Asheville Daily Planet, March 2019

What will Americans yet unborn think of today’s Americans? These distant generations will judge us, you know, just as surely as we judge those who lived before us.

In a New Yorker magazine article on Frederick Douglass, the writer includes two sentences that stop your eyes and engage your mind: “We need to be charitable about the moral failings of our ancestors – not as an act of charity to them but as an act of charity to ourselves. Our own unconscious assumptions and cultural habits are doubtless just as impregnated with bias as theirs were. We should be kind to them, as we ask the future to be kind to us.”

Do unto those in the past as we would have those in the future do unto us. We can’t help scowling at slavery. So are we shocked that our descendants might scowl at us?

Our Founding Fathers owned slaves. John Locke, the guiding philosopher of American liberties, was a major investor in the slave-trading Royal Africa Company. And yes, my Irish immigrant ancestors in South Georgia, who had very little, nevertheless owned a few slaves. Free blacks owned slaves. Priests owned slaves.

Some people today will find it hard to understand all this. I don’t. Growing up in the segregated South, I never once questioned Jim Crow. I never asked why our yard man took his lunch at the kitchen counter and not at the kitchen table. When I told somebody that Hank Aaron was making $100,000, he said, “I’d call him Boy.”

But in defense, our indifference reached an end. We questioned our customs. The U.S. Supreme Court unanimously ended school segregation in 1954, and our Congress ended Jim Crow ten years later. Now here we are, living in a middle ground between past and future.

The past is plain to see. The present – what we’ll be judged on – is not. After all, we inherited our forefathers’ “unconscious assumptions.” I’m a political critic, but as I sit here now, the future is a fog. What will those people many years hence say about the values of my time? Are we harboring a horror like slavery?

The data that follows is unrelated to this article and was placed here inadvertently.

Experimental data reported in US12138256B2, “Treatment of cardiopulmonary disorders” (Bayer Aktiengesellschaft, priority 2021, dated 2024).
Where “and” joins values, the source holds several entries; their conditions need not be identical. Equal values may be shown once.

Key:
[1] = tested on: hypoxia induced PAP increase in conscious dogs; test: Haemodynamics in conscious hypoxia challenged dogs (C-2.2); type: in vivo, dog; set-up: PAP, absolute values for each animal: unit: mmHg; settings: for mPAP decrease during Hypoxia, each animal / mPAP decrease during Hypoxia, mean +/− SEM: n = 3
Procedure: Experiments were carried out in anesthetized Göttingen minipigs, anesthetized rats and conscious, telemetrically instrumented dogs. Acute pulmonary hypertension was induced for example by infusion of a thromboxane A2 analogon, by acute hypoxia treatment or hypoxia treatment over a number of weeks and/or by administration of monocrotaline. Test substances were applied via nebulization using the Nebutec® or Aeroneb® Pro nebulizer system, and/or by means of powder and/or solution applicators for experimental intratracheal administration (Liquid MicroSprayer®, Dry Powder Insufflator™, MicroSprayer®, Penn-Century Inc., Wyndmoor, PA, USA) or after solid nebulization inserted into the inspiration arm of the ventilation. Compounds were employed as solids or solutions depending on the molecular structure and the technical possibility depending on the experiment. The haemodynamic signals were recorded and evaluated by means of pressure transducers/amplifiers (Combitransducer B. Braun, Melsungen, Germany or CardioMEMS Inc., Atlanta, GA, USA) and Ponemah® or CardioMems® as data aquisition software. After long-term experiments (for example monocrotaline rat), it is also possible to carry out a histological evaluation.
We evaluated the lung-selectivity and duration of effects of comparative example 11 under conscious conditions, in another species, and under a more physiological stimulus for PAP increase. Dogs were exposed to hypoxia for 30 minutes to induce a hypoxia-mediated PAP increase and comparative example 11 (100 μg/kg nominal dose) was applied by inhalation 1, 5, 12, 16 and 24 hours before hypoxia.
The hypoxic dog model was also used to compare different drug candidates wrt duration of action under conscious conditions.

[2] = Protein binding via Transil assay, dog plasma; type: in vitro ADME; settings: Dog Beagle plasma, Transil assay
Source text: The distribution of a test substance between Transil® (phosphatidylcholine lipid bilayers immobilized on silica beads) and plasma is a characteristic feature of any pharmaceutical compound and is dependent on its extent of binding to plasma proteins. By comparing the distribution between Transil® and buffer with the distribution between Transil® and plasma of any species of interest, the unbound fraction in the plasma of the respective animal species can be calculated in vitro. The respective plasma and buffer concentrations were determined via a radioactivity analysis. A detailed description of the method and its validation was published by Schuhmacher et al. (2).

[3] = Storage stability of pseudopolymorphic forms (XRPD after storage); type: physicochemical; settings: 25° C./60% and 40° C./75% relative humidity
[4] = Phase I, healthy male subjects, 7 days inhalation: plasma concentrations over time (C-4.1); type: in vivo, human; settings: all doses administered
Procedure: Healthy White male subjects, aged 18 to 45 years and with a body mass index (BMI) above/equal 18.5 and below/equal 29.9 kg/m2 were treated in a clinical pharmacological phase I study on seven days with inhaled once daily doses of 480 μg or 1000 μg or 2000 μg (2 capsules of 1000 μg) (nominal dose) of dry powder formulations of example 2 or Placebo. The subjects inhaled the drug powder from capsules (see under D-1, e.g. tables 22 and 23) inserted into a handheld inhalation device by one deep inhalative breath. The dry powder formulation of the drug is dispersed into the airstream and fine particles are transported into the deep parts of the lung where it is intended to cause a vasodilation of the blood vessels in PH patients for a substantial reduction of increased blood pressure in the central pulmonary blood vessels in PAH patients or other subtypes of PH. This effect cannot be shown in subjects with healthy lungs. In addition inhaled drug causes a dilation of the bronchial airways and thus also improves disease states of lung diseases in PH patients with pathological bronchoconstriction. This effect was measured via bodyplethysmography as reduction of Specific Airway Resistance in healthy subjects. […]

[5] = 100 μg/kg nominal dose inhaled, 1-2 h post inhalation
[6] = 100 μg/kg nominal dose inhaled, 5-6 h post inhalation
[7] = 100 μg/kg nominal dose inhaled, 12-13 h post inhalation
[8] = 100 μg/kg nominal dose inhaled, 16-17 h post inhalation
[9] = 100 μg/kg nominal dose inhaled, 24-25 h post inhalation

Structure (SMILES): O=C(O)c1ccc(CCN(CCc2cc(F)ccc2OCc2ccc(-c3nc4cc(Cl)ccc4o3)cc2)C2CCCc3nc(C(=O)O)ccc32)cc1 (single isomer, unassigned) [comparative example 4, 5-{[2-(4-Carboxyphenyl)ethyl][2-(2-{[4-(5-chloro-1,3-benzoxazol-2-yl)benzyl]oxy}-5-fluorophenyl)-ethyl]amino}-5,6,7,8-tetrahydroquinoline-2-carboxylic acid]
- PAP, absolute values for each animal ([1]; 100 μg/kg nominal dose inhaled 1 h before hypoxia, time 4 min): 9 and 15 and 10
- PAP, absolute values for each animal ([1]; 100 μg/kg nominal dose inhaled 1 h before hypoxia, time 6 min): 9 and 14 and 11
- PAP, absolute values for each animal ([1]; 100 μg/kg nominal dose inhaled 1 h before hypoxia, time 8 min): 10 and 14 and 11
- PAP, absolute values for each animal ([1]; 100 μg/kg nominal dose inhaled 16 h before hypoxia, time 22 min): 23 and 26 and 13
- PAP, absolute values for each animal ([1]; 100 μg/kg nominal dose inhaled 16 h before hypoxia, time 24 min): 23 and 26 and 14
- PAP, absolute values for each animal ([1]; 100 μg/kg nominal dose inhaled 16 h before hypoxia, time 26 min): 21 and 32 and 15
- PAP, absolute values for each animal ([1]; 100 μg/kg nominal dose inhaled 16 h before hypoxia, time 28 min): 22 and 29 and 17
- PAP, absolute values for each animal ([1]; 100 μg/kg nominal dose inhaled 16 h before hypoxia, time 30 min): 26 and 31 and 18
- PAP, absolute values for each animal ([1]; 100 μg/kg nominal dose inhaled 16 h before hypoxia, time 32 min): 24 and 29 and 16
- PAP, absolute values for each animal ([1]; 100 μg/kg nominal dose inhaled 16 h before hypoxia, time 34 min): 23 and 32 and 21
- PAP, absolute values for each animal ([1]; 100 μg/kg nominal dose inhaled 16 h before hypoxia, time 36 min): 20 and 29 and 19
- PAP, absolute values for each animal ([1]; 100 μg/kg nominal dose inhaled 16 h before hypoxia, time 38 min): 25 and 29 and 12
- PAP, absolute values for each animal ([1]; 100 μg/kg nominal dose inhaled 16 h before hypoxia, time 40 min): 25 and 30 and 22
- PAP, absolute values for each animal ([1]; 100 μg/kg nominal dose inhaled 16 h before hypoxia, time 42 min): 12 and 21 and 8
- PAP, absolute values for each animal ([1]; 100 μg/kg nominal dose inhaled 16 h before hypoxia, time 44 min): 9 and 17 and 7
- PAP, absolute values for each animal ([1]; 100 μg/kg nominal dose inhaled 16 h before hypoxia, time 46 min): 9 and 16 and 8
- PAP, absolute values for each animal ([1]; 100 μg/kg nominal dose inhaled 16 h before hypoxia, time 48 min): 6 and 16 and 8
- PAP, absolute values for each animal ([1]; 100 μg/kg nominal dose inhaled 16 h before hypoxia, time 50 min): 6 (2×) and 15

I think they will know of us. I think they will celebrate the changes we’ve made in American culture for the better. We’ve learned about good parenting. Girls can aspire to any career they choose. It’s not unusual when minorities succeed in every field of endeavor. We don’t litter. We stop friends from driving drunk. We don’t tolerate sexual harassment. So all the more, they will wonder how the heck the American people allowed what their history will call the Great Plutocracy – that era of greed disguised as the “American Dream,” that almost…almost…bled out America’s greatness.

Their history books will tell of 18th century slavery and robber barons and then use similar condemnations of the runaway power taken by the rich and corporations in the 21st century. They will liken us to Rome near its fall, when upper classes built new villas and ridiculed patriotism. A quote from our current president will be used in lessons on fairness and equity – his comment to his wealthy friends at Mar-a-Lago after the 2017 tax overhaul: “You all just got a lot richer.” And amazingly, they’ll say, the people shrugged.

A poem will survive into that future time, called…“2020”:

“Our basics of democracy were hollowed out by greed.

The richest few and business were hidden hands of power. They turned the Founders’ Congress into slavish, grubbing whores. Their agents viled our sacred halls with stinking flows of cash. With bedrock crumbling under them, the voters did more harm. They chose as president a man well known for nothing good. Sweet Liberty stood weeping, but her torch still burned on high. And just in time her children cast the vote that saved our land. Hist’ry knows their choice that year as Precious Guardian!”